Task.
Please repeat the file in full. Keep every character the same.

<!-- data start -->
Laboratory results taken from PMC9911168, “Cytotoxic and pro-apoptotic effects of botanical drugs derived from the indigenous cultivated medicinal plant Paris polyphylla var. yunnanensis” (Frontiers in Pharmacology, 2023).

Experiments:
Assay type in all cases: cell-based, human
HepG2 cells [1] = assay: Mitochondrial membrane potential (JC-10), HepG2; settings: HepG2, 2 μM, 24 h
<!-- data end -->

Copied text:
Laboratory results taken from PMC9911168, “Cytotoxic and pro-apoptotic effects of botanical drugs derived from the indigenous cultivated medicinal plant Paris polyphylla var. yunnanensis” (Frontiers in Pharmacology, 2023).

Experiments:
Assay type in all cases: cell-based, human
HepG2 cells [1] = assay: Mitochondrial membrane potential (JC-10), HepG2; settings: HepG2, 2 μM, 24 h